“Bite-Size Bits of Local, National, and Global History”
“Bite-Size Bits of Local, National, and Global History”
Lowell in Middlesex County, Massachusetts — The American Northeast (New England)

Meetinghouse Hill

1630 - 1930

Meetinghouse Hill Marker image. Click for full size.
By Russell C. Bixby, August 5, 2011
1. Meetinghouse Hill Marker
Inscription. Site of chapel erected in 1653 for John Eliot, the Apostle to the Indians. Here he preached to the Wamesit and Pennacook Indians, converting many and establishing a village of Christian Indians called Wamesit.
Erected 1930 by Massachusetts Bay Colony-Tercentenary Commission.
Marker series. This marker is included in the Massachusetts Bay Colony—Tercentenary Commission Markers marker series.
Location. 42° 38.329′ N, 71° 18.802′ W. Marker is in Lowell, Massachusetts, in Middlesex County. Marker is at the intersection of Summer Street and Favor Street, on the right when traveling west on Summer Street. Click for map. Marker is in this post office area: Lowell MA 01852, United States of America.
Other nearby markers. At least 8 other markers are within walking distance of this marker. Lowell Manufacturing Company (approx. 0.3 miles away); Welcome to Lowell National Historical Park (approx. 0.4 miles away); Central Street (approx. 0.4 miles away); Homage to Women (approx. 0.4 miles away); The Worker (approx. 0.4 miles away); Human Construction (approx. 0.4 miles away); Merrimack St. Depot (approx. half a mile away); Street of Lighting (approx. half a mile away). Click for a list of all markers in Lowell.
Also see . . .
Eliot Presbyterian Church image. Click for full size.
By Russell C. Bixby, August 5, 2011
2. Eliot Presbyterian Church
 Historical Markers Erected by Massachusetts Bay Colony Tercentenary Commission (1930). Original 1930 publication by the Commonwealth of Massachusetts of Tercentenary Commission Markers, commemorating the three hundredth anniversary of the Massachusetts Bay Colony. (Submitted on August 6, 2011, by Russell Chaffee Bixby of Bernardston, Massachusetts.) 
Categories. Colonial EraNative Americans
John Eliot image. Click for full size.
By Allen C. Browne, August 9, 2015
3. John Eliot
This portrait by of John Eliot an unknown artist hangs in the National Portrait Gallery in Washington, DC.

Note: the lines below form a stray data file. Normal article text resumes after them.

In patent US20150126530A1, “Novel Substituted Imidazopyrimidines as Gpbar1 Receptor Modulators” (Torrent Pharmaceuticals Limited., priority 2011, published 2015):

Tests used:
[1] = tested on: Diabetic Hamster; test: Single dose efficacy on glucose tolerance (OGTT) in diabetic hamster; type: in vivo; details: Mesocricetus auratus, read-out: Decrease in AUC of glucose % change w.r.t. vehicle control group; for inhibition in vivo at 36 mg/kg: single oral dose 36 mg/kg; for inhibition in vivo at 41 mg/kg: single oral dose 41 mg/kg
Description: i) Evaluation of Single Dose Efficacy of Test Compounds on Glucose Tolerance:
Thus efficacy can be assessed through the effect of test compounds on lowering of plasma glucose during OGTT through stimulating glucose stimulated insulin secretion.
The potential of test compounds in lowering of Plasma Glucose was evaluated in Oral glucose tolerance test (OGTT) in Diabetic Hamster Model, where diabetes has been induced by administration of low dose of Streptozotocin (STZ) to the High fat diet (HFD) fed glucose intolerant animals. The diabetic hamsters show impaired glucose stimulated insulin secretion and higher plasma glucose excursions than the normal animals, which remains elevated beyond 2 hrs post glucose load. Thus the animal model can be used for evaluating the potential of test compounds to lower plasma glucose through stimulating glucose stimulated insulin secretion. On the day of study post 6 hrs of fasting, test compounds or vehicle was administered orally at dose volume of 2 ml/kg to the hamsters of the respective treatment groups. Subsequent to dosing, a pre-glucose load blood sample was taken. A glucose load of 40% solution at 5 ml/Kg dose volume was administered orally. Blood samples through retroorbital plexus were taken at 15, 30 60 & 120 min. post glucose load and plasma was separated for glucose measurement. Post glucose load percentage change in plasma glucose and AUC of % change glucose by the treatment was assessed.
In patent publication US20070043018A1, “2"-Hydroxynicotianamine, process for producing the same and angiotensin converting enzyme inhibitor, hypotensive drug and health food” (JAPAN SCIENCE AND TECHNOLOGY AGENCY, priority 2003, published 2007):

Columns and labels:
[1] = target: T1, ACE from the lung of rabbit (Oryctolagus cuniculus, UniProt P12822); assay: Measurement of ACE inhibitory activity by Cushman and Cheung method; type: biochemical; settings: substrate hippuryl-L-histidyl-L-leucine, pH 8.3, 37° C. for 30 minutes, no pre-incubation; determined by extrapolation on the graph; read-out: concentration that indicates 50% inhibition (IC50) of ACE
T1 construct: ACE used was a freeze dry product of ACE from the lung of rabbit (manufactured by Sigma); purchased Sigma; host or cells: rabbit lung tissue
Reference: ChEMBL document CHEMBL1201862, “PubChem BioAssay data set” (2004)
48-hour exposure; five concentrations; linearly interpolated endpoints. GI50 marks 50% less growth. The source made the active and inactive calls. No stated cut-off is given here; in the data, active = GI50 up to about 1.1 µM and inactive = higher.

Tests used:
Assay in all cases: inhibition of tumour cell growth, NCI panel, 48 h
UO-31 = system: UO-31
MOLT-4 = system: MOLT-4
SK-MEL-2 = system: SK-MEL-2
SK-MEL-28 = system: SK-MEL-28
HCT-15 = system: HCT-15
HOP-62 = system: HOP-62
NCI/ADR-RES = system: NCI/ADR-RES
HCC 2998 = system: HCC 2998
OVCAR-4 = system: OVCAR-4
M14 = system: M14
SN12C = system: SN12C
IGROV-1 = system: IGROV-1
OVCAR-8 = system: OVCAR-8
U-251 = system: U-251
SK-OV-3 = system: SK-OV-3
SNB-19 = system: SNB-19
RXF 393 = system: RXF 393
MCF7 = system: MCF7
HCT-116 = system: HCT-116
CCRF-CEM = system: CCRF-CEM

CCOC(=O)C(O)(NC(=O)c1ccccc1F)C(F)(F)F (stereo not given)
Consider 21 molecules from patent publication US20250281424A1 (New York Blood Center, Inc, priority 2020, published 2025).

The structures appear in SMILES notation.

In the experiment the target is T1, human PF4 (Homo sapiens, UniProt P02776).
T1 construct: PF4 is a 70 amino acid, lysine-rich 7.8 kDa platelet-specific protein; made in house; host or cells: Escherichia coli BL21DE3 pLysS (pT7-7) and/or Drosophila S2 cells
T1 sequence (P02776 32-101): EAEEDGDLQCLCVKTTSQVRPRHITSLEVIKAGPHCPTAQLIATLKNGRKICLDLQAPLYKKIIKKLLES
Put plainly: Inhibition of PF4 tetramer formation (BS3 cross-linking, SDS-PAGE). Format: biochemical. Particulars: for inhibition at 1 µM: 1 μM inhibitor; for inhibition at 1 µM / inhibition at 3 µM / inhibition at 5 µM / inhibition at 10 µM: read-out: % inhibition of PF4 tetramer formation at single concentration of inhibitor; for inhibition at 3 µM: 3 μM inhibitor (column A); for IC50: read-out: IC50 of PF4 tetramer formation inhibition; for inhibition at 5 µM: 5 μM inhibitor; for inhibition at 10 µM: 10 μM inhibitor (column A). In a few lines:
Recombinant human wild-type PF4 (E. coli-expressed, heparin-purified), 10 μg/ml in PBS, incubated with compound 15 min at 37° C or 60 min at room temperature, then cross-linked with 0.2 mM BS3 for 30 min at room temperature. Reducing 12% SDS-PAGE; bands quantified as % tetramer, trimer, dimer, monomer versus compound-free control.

“No Puritan leader in seventeenth-century New England was more interested in the welfare of the region's Native American population than John Eliot. A graduate of Cambridge University, Eliot immigrated to Boston in 1631. While serving as the pastor of a church in Roxbury, Eliot began to search for ways to perform missionary work among the region's tribal communities. He studied the local Algonquian language, and by 1646 he was preaching to the native inhabitants in their own language.

In order to protect his potential Christian converts, he established the first of fourteen towns for so called ‘praying Indians’ in 1651. Perhaps his most extraordinary accomplishment, though, was the translation of the Bible into an Algonquian dialect a task that required Eliot to invent new words and new grammatical structures. Its publication in 1661 marked the first printing of a Bible in America.” — National Portrait Gallery
Credits. This page originally submitted on , by Russell Chaffee Bixby of Bernardston, Massachusetts. This page has been viewed 389 times since then and 45 times this year. Last updated on , by Russell Chaffee Bixby of Bernardston, Massachusetts. Photos:   1, 2. submitted on , by Russell Chaffee Bixby of Bernardston, Massachusetts.   3. submitted on , by Allen C. Browne of Silver Spring, Maryland. • Bill Pfingsten was the editor who published this page. This page was last revised on June 16, 2016.
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